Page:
They should be well-grown, have
large frames and be thin so that they
will profitably hog down the corn nec
essary to finish them for market.
tmuwHuvmvHwu}
MULES OF SOUTH.
No one knows when the gen
tle, dreamy-eyed mule broke
into history, say3 a writer in
Globe-Democrat. But he edged
or kicked his way in somehow
or other, has held his place for
some years, and one of the latest
chapters in which he figured
was the torpedoing of the Ar
menian.
He is distinctly an American
product. There are mules
abroad, hut they are not real
mules. The climate of the South
ern states and the southern por
tion of the Central states is re
quired to bring the mule to his
full development.
The southern planter depends
almost altogether on Missouri
for his mules. Roughly speak
ing, mules are divided into
classes, the cotton and the sugar
mule. The latter Is the better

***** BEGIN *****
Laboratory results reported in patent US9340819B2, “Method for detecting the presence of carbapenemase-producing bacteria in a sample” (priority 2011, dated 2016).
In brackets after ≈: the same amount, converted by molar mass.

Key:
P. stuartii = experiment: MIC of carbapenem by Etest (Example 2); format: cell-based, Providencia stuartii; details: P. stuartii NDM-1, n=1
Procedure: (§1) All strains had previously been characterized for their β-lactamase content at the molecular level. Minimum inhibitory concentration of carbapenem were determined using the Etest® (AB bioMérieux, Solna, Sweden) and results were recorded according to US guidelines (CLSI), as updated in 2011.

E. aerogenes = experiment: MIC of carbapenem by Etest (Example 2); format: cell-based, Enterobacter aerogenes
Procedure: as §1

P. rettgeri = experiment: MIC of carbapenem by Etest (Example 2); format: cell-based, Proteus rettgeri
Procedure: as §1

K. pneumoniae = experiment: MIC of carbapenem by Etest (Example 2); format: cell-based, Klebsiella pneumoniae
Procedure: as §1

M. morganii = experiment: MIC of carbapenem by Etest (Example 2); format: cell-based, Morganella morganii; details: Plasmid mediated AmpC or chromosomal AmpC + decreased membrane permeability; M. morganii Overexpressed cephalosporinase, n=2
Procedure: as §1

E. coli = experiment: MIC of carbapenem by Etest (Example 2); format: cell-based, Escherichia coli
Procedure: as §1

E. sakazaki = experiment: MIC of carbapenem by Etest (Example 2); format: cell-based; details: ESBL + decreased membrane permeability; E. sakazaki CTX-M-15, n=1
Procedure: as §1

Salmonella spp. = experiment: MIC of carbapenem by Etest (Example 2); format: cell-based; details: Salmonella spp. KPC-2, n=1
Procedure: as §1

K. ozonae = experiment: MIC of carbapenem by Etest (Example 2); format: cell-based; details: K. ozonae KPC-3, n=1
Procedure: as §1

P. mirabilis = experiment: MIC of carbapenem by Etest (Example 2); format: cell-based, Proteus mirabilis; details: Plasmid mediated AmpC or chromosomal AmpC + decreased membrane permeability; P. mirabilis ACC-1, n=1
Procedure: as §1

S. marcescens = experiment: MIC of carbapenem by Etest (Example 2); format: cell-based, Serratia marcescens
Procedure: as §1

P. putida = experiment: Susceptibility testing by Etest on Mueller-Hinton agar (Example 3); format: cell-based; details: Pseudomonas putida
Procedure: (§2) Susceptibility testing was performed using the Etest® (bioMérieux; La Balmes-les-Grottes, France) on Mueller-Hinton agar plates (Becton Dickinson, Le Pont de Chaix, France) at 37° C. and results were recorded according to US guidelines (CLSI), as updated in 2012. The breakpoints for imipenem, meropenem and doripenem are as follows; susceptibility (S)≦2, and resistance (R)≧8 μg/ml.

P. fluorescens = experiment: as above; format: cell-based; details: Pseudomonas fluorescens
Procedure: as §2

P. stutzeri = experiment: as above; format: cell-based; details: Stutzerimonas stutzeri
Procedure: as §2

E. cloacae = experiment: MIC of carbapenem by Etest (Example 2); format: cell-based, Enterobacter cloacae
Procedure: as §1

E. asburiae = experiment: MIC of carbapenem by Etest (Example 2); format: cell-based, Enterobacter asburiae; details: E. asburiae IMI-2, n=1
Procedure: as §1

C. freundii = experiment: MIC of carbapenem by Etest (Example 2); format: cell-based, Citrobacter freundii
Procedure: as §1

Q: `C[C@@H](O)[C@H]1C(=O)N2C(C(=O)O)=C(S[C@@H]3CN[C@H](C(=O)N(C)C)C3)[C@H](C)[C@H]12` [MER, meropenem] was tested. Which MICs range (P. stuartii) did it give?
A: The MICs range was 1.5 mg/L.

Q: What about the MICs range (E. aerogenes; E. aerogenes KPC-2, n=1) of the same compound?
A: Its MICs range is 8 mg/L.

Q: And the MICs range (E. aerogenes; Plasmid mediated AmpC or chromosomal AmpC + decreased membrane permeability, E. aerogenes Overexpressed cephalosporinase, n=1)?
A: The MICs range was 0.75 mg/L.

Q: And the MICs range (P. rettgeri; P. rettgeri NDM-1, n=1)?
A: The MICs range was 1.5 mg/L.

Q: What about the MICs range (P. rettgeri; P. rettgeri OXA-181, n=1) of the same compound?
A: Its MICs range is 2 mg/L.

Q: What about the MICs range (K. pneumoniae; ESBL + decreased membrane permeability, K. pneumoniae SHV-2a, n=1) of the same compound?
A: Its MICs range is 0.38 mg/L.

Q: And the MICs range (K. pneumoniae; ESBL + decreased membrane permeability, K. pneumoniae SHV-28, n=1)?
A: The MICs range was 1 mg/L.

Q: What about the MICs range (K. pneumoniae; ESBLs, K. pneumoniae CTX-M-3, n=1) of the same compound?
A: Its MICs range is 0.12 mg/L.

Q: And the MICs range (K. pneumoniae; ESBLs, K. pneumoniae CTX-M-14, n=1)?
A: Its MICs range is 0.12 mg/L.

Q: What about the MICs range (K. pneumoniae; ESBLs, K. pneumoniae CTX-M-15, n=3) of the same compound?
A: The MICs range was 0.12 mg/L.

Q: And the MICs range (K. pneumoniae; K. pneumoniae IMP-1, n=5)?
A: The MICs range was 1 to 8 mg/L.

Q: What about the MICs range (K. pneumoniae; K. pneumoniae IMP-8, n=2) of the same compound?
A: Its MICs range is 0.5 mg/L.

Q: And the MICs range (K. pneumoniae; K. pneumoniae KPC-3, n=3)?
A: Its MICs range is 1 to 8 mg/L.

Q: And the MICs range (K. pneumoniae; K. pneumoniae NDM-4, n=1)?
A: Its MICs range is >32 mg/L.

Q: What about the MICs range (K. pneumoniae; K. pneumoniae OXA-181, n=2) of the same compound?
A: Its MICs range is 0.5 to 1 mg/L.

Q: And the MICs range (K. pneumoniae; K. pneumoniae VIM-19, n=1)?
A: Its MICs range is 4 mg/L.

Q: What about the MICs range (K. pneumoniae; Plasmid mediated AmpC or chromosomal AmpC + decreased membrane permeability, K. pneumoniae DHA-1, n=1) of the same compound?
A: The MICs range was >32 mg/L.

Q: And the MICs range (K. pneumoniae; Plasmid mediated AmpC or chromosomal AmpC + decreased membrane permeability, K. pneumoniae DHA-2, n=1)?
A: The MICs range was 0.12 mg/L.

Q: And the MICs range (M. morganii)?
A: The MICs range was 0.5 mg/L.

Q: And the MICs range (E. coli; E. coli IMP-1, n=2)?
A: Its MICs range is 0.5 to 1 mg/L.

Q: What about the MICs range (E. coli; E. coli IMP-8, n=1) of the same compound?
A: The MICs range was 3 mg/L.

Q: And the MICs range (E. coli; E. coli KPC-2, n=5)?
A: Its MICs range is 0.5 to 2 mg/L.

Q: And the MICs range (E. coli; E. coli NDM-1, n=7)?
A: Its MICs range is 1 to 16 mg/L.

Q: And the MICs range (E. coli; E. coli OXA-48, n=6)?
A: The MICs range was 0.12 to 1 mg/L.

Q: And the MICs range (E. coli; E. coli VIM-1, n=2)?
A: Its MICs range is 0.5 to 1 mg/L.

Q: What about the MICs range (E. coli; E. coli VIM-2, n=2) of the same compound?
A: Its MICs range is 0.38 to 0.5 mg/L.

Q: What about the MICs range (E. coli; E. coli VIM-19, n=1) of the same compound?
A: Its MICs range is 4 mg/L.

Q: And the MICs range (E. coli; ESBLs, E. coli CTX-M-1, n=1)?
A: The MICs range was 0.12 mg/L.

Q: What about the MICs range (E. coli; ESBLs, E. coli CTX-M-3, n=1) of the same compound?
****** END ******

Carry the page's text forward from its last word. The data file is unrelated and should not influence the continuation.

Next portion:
grade, the huge, well-built ani
mals which are used on the su
gar plantations of the far South,
while the cotton mule is smaller
and better adapted for use in the
cotton fields.
w Yrrk.—rnfnrtiin:ite Spain—a
citizens fabulously enriched and
.the mass of the population bitterly im
poverished by the war, her banks so
surfeited with gold that the yellow
metal is at a discount and lier people
mostly going without sufficient to eat
-—seems to keep international observ
ers here on the brink of plunging into
a state of disorderly turmoil like that
recently witnessed in Russia.
The sanguinary events of the world
war distract attention from King Al
fonso XIII's country. But history is
being made there, which in normal
times would fill the front pages of the
newspapers and he the principal topic
of discussion here from the tea table
to the cabinet room.
Spain Is probably the hardest hit
by the war of all the nations except
those actually In the conflict. In the
early part of the war the agitation
between pro-ally and pro-German
groups was looked upon as a possible
source of trouble, hut this interna
tional question Is now overshadowed i
by n multitude of internal maladies ■
any one of which would ordinarily be
considered of major importance.
Alfonso Is Hissed.
Alfonso, the athletic young king,
has lost his former popularity. He
is hissed In the theater and stays